"The transition was difficult and complicated, but we made the right choice. There is a warm community here, to this day strangers help us, and go above and beyond. We are grateful and happy to have such a strong network here, especially when our whole extended family is so far away."
The adoptive families of the Tel Mond community
The Tel Mond community is one of the oldest and best-known among the new immigrants from Anglo-Saxon countries. Darren Platzky, 54, who immigrated to Israel from South Africa with his wife in 1993 and was one of the founders of the community in the late 1990s, says that although he did not experience difficulties adapting to the country, he felt that something was missing.
"We grew up in Johannesburg in pluralistic religious homes, and it was important for me to raise my children in a mixed town, so that they would learn that not everyone lives and thinks like us," he explains.
He and his wife joined 23 other families of Israelis and new immigrants, who were looking for a place to build a community and found it in Tel Mond.
The small community has grown and developed, and soon gained a worldwide reputation among immigrants, who are looking for a warm and supportive community to live in Israel.
Today the community numbers 175 families and welcomes anyone who is interested with open arms and support.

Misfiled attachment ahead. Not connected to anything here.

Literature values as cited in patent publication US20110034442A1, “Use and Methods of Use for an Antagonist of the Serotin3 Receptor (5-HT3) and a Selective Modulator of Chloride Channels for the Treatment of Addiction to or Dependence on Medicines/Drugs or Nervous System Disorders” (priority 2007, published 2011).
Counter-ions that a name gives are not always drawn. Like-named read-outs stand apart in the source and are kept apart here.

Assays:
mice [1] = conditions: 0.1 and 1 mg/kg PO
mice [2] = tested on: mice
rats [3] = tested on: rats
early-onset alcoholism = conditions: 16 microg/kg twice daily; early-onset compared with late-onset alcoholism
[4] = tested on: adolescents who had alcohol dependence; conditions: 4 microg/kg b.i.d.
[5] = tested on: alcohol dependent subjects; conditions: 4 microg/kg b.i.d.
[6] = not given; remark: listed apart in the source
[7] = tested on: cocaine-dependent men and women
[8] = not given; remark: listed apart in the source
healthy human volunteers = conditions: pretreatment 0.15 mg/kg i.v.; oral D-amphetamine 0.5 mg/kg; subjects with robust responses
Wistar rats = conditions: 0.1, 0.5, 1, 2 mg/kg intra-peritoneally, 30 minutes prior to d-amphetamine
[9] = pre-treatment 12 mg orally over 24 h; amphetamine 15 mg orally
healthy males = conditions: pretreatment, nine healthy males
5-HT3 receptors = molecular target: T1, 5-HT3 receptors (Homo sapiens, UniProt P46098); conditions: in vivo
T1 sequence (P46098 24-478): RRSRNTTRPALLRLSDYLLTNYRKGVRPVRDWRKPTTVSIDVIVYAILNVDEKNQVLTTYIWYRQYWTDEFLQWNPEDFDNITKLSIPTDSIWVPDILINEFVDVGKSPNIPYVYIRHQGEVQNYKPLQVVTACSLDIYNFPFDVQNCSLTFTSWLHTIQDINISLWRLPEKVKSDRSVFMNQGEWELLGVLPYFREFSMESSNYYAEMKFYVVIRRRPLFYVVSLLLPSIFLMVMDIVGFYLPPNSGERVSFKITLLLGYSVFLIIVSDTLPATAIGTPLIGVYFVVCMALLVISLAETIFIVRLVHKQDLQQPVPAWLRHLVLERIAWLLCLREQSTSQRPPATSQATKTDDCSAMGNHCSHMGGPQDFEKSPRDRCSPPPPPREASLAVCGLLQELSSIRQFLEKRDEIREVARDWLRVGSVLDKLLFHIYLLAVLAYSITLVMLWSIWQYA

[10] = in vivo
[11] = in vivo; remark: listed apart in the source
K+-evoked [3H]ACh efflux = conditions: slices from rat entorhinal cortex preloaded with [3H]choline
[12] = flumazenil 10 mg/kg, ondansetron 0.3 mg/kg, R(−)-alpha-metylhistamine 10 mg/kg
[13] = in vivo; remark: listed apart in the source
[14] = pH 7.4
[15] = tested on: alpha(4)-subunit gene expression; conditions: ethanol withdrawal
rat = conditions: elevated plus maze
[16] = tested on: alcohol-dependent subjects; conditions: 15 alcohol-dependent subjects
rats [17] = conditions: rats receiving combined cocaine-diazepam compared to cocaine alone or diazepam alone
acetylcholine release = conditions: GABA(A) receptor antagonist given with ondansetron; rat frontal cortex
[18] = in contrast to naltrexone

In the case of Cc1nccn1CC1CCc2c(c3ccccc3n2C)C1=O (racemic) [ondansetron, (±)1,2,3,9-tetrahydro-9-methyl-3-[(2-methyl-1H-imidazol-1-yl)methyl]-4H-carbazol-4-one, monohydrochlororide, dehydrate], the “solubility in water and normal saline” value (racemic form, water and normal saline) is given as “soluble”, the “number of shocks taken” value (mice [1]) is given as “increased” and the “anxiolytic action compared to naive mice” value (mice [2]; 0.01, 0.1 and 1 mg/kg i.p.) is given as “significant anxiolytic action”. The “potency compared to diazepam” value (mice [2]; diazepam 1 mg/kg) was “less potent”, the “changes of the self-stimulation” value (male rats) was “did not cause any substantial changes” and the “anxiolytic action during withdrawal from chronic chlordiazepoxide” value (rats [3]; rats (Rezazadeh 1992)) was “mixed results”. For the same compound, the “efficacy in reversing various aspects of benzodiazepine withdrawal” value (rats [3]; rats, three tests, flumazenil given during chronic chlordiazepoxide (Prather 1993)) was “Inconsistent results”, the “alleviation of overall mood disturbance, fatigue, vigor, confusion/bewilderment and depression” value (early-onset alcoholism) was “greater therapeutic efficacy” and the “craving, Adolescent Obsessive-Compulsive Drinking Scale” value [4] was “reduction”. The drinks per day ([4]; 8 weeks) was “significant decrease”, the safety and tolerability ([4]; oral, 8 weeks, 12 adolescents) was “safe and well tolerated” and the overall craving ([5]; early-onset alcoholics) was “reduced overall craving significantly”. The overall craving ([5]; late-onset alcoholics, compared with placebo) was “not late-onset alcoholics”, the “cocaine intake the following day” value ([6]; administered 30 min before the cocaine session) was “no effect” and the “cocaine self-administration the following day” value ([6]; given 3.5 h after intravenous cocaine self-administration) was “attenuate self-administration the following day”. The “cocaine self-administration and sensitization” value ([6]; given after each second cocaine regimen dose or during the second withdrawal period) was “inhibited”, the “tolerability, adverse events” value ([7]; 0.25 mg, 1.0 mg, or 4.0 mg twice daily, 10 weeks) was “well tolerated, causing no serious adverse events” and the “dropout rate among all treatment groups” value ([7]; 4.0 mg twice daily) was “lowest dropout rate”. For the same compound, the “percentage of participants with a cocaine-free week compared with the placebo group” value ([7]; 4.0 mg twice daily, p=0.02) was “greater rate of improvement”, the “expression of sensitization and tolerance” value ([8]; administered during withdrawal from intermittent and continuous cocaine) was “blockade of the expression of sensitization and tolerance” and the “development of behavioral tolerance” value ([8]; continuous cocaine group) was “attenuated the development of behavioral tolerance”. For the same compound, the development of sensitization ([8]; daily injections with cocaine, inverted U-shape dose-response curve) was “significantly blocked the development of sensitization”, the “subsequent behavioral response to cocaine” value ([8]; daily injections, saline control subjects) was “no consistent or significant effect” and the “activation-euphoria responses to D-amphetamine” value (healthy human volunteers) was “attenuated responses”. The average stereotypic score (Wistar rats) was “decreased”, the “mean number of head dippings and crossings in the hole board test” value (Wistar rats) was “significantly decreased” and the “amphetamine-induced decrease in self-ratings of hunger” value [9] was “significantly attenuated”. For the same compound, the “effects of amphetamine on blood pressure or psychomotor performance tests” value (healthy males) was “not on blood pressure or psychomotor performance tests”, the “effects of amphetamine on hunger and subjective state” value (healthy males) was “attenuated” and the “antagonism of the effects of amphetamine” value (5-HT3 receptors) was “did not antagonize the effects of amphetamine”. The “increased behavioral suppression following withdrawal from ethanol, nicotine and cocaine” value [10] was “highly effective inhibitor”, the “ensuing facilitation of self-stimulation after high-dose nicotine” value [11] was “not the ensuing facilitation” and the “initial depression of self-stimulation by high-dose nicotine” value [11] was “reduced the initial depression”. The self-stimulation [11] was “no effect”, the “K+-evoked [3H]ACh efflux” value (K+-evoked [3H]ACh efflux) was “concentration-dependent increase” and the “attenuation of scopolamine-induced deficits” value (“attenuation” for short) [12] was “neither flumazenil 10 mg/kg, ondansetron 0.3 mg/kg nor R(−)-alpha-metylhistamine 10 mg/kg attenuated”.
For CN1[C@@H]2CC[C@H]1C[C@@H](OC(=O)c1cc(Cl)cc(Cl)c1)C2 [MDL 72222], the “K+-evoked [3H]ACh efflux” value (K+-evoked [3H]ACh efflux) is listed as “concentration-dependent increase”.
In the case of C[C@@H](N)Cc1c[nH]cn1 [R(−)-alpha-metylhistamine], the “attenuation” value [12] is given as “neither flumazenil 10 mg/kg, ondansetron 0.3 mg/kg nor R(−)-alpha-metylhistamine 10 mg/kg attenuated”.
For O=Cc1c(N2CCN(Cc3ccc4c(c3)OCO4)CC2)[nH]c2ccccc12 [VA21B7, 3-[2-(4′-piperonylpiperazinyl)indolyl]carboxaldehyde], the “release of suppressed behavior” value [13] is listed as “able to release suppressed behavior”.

They celebrate family occasions, festivals and weekends together, they assist families with newborn children and offer support in cases of death and mourning. Over the years they have built their own synagogue and community center, and the school is considered one of the best in the area.
The assistance to the new immigrants, Darren says, begins even before they immigrate to Israel.
"We have adoptive families who are responsible for each family’s integration. Every immigrant family receives a representative from the community, who sits with them and teaches them about what is happening in the community. They are given tours and a map."
For the Tel Mond community, the Coronavirus created many challenges, forcing its members to reassess how to best assist the absorption of new residents and immigrants.
"Since the beginning of Corona, six new families have arrived here," says Effie Mansdorf, 45, who immigrated with his family a decade ago from the United States through Nefesh B’Nefesh, and is responsible for the integration of new immigrant families.
“The Corona is a challenge for the new immigrants because they have to get off the plane and go straight into isolation, without most of their belongings. We provide them with temporary furniture, arrange food and meals for their first two weeks, and constantly call and make sure they have everything they need. When you immigrate to Israel and reach such a strong and supportive community, you feel much less alone."